I breathed deep of scent and sight.
My heart cheered by colour and lively vibrancy growing root beside me.
And on reaching the entrance to our meeting room the atmosphere hung heady with incense.
A holy cloud seemed to hover in the air, signalling mystery and invitation, its message mingling with soft smoke-curls wafting out the window.
I hesitated in the doorway and was soon met with a warm, welcoming hug and friendly smile.
We were ushered into the room where preparations were already in hand.
Little did I know how participatory the service would be, or how much it would both exhaust and exhilarate me.
My eyes were drawn to an intriguing array of musical instruments on the floor, alongside books, sheets of paper, artwork, cup and bowl at the ready to play their part.
Anticipatory excitement and nerves shot through me.
It had been way too long since I’d met with other believers like this.
It had felt like grace abounding to be able to make it out to an evening talk (on Hildegard of Bingen) held there two days previously.
Little did I expect to be blessed to attend this Eucharist service too, partly helped by my husband’s gentle persistence and assistance, and a better sleep than usual.
Two years ago, I had been offered a quiet, individual holy communion in my room by a priest when I was on retreat at All Hallows, Ditchingham.
It’s been longer still since having bread and wine at my home church, because having M.E means fellowship has become more of an on-line occurrence than being physically present with others gathering together in God’s presence.
Here, we read together, learnt new songs, sang (I croaked) unaccompanied, hummed (out of tune), played an instrument of our choice (I picked maracas) to a sung poem, shared art work some had done the day before, served one another bread and wine, offered praise, gave responses and a concluding peace blessing.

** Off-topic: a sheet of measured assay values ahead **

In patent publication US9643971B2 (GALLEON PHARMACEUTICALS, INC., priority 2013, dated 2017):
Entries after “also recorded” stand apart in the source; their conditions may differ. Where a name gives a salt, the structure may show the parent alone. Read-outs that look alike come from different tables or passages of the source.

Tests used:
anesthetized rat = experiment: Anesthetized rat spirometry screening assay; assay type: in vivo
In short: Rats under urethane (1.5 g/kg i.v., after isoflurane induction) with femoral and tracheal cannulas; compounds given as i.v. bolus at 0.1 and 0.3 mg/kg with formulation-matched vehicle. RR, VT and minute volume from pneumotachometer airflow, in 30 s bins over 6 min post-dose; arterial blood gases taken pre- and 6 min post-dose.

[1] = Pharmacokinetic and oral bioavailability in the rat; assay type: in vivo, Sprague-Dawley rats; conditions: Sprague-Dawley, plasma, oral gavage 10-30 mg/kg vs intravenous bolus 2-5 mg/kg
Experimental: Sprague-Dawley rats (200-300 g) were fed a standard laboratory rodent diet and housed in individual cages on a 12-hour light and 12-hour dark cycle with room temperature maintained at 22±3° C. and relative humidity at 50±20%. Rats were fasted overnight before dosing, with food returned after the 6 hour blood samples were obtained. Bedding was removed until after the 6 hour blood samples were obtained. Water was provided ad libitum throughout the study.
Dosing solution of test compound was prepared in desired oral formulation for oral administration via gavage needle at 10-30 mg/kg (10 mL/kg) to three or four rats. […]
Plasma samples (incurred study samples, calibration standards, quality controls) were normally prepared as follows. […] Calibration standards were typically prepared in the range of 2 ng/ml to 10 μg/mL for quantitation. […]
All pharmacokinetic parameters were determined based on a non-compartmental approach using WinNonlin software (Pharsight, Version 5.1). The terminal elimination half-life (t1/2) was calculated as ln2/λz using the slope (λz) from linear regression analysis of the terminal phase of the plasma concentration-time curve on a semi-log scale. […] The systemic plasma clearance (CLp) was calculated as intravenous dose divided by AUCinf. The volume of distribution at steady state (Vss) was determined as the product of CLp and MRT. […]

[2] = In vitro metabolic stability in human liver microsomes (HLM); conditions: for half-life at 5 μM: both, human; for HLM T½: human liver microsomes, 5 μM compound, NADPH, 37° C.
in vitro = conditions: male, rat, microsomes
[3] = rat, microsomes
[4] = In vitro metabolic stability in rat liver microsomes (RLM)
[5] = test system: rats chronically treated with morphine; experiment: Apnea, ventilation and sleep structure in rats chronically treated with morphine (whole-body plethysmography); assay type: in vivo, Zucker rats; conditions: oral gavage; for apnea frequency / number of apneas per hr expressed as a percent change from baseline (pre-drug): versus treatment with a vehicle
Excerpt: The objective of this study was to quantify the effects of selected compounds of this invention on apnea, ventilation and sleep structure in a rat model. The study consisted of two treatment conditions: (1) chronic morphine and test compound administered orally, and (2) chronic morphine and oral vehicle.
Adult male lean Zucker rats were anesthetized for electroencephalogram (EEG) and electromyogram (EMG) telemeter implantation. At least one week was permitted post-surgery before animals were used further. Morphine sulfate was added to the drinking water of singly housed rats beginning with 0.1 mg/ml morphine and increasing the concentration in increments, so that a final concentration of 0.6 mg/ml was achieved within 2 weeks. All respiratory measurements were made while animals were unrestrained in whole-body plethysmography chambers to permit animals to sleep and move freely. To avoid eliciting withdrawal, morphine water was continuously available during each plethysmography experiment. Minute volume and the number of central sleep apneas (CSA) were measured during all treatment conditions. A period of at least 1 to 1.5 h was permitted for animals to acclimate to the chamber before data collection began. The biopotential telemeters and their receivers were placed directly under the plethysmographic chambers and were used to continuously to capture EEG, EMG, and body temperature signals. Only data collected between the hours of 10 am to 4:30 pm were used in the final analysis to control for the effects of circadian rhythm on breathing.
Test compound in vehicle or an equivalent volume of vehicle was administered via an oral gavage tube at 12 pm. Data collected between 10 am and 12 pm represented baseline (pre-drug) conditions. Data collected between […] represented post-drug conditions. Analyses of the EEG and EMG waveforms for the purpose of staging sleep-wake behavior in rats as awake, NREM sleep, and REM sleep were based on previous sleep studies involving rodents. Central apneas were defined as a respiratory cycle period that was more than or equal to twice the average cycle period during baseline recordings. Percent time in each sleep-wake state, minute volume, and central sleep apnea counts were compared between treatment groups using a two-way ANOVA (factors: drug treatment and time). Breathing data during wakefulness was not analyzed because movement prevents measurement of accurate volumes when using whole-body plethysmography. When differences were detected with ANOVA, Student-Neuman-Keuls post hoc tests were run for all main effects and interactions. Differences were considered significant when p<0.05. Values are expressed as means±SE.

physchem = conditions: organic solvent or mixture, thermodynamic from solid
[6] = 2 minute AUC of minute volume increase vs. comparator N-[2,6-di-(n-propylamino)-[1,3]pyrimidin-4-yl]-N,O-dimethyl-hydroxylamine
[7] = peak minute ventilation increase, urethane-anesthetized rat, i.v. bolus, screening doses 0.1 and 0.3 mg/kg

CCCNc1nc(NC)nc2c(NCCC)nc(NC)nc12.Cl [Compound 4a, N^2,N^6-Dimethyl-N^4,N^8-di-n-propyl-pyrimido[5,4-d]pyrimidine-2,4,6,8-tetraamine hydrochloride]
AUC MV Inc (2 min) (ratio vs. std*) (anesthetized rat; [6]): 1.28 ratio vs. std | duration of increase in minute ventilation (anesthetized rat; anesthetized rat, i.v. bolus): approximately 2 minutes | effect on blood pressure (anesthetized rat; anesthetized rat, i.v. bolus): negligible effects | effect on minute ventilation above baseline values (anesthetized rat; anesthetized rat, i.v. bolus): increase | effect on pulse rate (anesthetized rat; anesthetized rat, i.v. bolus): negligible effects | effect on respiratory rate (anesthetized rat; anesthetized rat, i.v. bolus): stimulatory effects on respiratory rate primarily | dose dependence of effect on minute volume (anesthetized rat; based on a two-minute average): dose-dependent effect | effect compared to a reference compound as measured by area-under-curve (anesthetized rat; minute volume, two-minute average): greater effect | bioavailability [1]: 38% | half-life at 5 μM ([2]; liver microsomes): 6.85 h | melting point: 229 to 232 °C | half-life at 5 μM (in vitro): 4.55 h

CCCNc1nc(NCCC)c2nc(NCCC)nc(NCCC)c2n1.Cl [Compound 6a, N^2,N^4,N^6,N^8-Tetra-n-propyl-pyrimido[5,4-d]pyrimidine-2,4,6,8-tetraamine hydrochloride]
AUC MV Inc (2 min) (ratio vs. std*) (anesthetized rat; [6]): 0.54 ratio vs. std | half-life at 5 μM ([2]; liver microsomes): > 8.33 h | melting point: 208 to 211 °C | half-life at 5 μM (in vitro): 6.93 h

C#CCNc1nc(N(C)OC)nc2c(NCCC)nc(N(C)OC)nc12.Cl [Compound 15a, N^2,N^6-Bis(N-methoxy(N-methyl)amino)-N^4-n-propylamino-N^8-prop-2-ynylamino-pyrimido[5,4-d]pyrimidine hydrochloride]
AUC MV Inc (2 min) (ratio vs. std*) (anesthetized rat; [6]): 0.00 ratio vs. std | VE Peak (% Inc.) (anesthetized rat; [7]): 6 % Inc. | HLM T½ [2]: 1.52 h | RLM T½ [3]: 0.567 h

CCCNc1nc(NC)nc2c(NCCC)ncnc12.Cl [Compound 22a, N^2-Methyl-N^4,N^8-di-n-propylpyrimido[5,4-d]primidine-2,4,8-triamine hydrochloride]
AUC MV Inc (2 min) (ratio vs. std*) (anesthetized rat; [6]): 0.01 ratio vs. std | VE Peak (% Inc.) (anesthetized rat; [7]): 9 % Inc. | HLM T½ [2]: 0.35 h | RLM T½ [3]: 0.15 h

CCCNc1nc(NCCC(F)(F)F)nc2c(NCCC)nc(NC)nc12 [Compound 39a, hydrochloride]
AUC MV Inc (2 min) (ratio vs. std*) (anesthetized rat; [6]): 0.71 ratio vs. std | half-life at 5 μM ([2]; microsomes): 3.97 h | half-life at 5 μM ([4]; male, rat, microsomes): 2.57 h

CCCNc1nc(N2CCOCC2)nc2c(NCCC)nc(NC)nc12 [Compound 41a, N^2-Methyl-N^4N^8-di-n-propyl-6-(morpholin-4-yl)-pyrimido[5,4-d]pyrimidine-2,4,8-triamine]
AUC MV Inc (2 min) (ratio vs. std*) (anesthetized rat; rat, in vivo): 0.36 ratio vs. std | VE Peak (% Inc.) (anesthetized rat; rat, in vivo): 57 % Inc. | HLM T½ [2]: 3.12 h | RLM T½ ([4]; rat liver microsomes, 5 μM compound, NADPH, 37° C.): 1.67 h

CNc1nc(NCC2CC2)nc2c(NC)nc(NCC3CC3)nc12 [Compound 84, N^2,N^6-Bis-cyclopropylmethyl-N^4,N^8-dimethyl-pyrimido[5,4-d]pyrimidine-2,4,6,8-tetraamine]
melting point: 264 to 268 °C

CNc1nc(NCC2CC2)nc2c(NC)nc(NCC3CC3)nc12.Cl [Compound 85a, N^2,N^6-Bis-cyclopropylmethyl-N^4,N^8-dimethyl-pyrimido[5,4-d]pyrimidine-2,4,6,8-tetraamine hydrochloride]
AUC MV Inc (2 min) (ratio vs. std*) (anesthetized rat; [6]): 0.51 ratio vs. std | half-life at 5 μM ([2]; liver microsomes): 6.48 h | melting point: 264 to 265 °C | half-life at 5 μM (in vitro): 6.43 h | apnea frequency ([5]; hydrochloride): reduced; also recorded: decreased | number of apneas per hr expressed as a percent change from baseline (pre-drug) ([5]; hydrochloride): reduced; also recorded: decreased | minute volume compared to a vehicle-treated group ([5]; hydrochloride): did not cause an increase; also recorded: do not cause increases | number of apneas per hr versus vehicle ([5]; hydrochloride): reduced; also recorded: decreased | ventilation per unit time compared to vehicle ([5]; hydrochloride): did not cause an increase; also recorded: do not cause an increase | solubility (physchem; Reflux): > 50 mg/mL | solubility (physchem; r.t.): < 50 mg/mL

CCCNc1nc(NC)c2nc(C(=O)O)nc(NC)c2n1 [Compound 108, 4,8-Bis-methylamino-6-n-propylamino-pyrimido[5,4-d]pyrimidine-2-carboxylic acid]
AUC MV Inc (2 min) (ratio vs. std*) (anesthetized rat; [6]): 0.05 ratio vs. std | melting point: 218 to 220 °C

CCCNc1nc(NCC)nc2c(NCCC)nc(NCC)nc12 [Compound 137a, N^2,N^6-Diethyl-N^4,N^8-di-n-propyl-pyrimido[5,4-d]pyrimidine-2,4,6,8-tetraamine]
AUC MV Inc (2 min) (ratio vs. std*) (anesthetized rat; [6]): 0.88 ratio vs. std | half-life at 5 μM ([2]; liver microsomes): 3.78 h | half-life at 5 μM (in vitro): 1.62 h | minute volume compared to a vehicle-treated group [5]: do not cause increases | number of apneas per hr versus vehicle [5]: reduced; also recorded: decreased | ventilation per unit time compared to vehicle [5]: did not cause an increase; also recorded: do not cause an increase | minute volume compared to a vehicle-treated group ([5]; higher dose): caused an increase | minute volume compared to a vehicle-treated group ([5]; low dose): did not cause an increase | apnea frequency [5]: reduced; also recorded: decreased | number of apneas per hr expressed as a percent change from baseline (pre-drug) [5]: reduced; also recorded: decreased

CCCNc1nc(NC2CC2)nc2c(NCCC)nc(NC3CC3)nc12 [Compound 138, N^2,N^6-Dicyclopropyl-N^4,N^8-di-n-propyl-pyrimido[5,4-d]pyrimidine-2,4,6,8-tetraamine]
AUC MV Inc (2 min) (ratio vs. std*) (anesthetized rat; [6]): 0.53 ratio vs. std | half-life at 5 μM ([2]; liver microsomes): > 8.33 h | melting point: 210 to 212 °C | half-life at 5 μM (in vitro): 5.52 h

I sat as usual, my limbs not up to the task of rising and standing, and the more able-bodied made sure I was included in everything.
These days, attempting singing alone (even while seated) leaves me worn-out and breathless, and to have so many different things to join in with left me flat-out with fatigue as things came to a close.
Tears pricked my eyes; I didn’t try to hide them. They felt fitting and releasing somehow.
I cried because… it was so overwhelming to be part of a worshipping community again, to participate in holy communion, to feel loved and accepted by soul-sister relative strangers, to unleash creative expression.
I had no strength left for anything else, could barely speak for the effort. Needed time to drink some water, wait a while and recover before I could articulate what had made me emotional.
And I sensed a touch from God as words spoken in a reading resonated in my soul.
God reminded me that I was precious to Him just as I am, and although the locusts may have stolen years and health, my latter days could be more fruitful than the former – yes, even now, late as I am to pick up a pen, master a PC, open heart and life to offer hope and encouragement to others who are struggling.
As those who have walked a challenging, painful path before me could attest, these latter years can be our best yet because we finally think, “Why not?” instead of “Why me?”
Why not… write a blog, write poetry, belong to on-line communities, join in, get involved, stand up for something you feel passionate about, be generous, be compassionate, encourage, make a difference in the lives of others?
My outing revealed how little it actually takes to make me feel truly blessed (and weary), and how thankful I am for the rare occasions when I can leave the house and enjoy meeting up with people.
Just seeing the landscape unfurling before me on the drive there was a thing of wonder. Beauty wears many faces.
Holy ground is all around because God is everywhere in the normal, run-of-the-mill, prosaic and practical everyday.
Sometimes, all it takes is a special gift of grace for us to appreciate just how much He inhabits the mundane moments which we are all in danger of taking for granted.
My friend, I pray that you may sense Him in those times, hear His voice affirming His great, unconditional love for you, and open your heart to the holy ache of ordinary.
**NOTE** ~ As so often happens, first thoughts about this experience were poetic because that’s my usual medium for quick expression. You can read my poem here on ‘Poetry Joy’.